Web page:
Conversely, you might realise that these negative factors have been taking a toll on your company. In which case, read below for a series of potential solutions.

Decoupling Annual Performance Reviews from Compensation

Before examining these solutions, let's first discuss one fundamental issue with providing a transparent review only once a year.

Shouldn’t employees always know how they’re perceived by their managers? Doesn’t it seem counterintuitive to either launch an onslaught of criticisms or heap praise only once a year?

If we’re being honest, it seems like a sure-fire way to make both parties anxious and uncomfortable.

Unsurprisingly, recent studies have shown that 90% of employees prefer their mistakes and learning opportunities to be addressed when they happen. This approach generally means no surprises. And when it comes time for those year-end salary and bonus discussion, employees will have a clear idea of what’s coming their way. With constant feedback being provided, as opposed to a consolidated annual critique, employees won’t base their entire future on those results.

Providing continual and transparent feedback throughout the year, encouraging managers to meet with employees for informal performance related conversations allows them to improve at a quicker rate, hence generating superior results. An increase in productivity will also provide a concrete reason to offer a salary increase and bonus.

For example, General Electric did away with formal annual reviews for its 300,000-plus employees. The corporate giant decided touchpoint discussions between managers and employees about goal progress were more valuable than the more traditional evaluations.

General Electric replaced performance scores or rankings with PD@GE. It’s an app that was designed  to help employees, managers, and teammates share feedback for ongoing improvement. Valuing real time feedback meant GE invested in a system that allowed them to evaluate performance as a stream of events and information, instead of an individual result or single event.

Another problem worth mentioning is that the beginning-of-year performance goals rarely align with end-of-year expectations. As a result, quarterly goals have given employees a clearer picture of company expectations. This should be a two way conversation; in order to ensure employees can deliver the best result, they need to be informed of what is expected of them in order for the company to achieve its goals.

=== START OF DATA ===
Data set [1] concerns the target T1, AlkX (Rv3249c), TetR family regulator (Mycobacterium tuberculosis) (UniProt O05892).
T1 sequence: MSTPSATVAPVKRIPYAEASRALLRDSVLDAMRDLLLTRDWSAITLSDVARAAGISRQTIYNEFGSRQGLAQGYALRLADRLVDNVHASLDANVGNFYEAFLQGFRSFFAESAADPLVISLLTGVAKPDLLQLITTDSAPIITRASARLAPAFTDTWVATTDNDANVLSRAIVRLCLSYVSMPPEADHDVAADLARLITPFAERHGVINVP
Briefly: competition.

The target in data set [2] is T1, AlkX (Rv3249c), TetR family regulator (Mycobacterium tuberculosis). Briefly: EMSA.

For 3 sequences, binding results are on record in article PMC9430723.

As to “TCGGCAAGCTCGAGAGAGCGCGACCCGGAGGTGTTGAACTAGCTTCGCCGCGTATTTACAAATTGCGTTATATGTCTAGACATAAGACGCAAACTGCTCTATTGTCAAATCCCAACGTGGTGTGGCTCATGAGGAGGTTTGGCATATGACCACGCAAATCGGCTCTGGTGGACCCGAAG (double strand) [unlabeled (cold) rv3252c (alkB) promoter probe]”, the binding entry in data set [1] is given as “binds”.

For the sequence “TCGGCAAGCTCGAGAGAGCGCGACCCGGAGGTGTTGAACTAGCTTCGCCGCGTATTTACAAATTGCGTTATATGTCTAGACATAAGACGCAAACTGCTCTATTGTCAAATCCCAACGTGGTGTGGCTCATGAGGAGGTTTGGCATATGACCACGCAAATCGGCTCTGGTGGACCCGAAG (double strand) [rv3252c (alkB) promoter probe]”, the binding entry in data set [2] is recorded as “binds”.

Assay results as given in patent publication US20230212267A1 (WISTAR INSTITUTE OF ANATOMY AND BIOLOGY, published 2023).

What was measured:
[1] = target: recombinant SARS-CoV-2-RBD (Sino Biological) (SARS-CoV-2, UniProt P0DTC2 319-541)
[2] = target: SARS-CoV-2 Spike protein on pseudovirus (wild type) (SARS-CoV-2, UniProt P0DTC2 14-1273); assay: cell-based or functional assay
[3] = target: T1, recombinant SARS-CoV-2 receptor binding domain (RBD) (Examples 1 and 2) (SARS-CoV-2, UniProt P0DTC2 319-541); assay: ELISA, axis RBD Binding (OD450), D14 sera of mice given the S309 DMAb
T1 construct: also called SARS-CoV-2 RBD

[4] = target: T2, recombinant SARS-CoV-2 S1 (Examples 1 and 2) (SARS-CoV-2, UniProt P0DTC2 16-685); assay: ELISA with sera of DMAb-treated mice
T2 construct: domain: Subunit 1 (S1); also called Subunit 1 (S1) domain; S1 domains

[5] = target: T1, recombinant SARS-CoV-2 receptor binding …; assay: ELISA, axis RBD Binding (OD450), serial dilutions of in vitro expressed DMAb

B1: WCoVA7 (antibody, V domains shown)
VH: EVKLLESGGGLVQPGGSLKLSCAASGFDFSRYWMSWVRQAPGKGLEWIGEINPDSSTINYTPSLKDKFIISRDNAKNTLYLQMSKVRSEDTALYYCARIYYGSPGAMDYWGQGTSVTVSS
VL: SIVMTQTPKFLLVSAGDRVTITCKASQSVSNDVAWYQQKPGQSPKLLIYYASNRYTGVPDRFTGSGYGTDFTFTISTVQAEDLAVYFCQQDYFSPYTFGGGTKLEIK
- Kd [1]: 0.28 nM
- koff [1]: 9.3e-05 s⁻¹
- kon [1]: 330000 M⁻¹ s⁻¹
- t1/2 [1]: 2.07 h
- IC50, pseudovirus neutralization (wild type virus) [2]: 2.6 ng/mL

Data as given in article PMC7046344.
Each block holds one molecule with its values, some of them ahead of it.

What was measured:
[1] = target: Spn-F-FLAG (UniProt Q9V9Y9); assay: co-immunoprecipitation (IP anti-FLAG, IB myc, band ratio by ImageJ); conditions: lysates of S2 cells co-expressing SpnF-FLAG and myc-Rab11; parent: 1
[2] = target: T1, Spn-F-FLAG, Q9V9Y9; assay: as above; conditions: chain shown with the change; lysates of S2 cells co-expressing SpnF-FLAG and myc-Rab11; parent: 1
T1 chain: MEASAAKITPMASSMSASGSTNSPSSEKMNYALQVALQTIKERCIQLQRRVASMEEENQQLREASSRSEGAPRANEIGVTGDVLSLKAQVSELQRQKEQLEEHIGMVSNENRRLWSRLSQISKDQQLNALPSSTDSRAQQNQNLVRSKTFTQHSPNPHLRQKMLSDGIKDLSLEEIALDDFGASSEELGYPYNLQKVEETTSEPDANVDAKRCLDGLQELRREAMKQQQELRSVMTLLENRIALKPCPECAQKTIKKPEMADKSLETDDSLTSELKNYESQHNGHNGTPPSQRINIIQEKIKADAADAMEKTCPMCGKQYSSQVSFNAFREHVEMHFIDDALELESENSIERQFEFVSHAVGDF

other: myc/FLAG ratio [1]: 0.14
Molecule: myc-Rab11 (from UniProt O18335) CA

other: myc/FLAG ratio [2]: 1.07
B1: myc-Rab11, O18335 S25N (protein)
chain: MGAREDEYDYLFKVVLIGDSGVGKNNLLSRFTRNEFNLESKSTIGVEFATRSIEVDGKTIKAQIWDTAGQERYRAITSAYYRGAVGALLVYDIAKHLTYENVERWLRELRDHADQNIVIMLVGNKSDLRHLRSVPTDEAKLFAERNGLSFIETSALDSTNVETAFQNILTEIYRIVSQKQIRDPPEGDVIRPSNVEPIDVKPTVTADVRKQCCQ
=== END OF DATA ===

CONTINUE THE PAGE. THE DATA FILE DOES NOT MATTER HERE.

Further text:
Define the Approach the Best Fits your Organisation

Providing reviews consistently throughout the year will help performance and alignment. Define the frequency and select the system that work best for your organisation, but try to avoid offering these only yearly.

The reason why it’s easier to tie salary increases and bonuses to the yearly performance review is because end-of-year bonuses, salary increases and appraisals are also a way to show appreciation to employees on a personal level.

Linking rewards to reviews connects the what to the why. And, it makes sense as performance should inform compensation adjustments. However, when grouping the two together, there’s potential for misfires, poor execution, turnover, and employees plainly not paying attention to the feedback. Decoupling these processes could reduce these risks.

In regards to salary increases, why should these happen only once a year or only at a specific moment? It might help with budgeting, admin and performance ratings. But haven’t we overcome bigger hurdles? If a pay increase is the result of good performance, are we saying good performance happens only once a year? And can the manager actually recall and evaluate a whole year’s performance? More frequent reviews, should also allow for less static, flexible and asynchronous increases.

Bonuses are also tied to performance but, unlike pay rises, they are more simple to administer. Whilst pay rises are (usually) permanent, bonuses have a degree of flexibility in the way they can be structured and paid out, as well as being tied to the employee’s and/or the company’s performance. It is common to offer roles that directly impact revenue, such as Sales, more frequent bonuses. This ties compensation directly to the returns the company receives. Whilst it may not be as easy to link other roles to the business’s income, the frequency aspect can still be borrowed.

Offering variable pay could positively impact your rewards strategy, company culture and overall performance. Whether you offer, individual, team or company bonuses, or a combination of the three, rewarding employees more frequently means tying the impact of their work directly to their financial incentive.

DON'Ts – Summarised:

  • Don’t make employees loathe appraisals;
  • Don’t make employees wait for the yearly bonus to decide their next career move;
  • Don’t have managers delay feedback;
  • Don't rush to quantify a year's worth of contributions in one figure;

DOs – Summarised:

  • Define a framework that fits naturally the work cycle of your company;
  • Offer monthly or quarterly reviews to tie rewards to contributions;
  • Reward and recognise good work as and when it happens;
  • Deliver appraisals more frequently (to ensure employees and managers are more accustomed to delivering and receiving them);

How are you approaching performance reviews and compensations adjustments at your company? What worked for you and what didn't? We'd be curious to know and learn from your experience. Drop me a note on Twitter @Lauren31v or share it with the folks @HumaansHQ.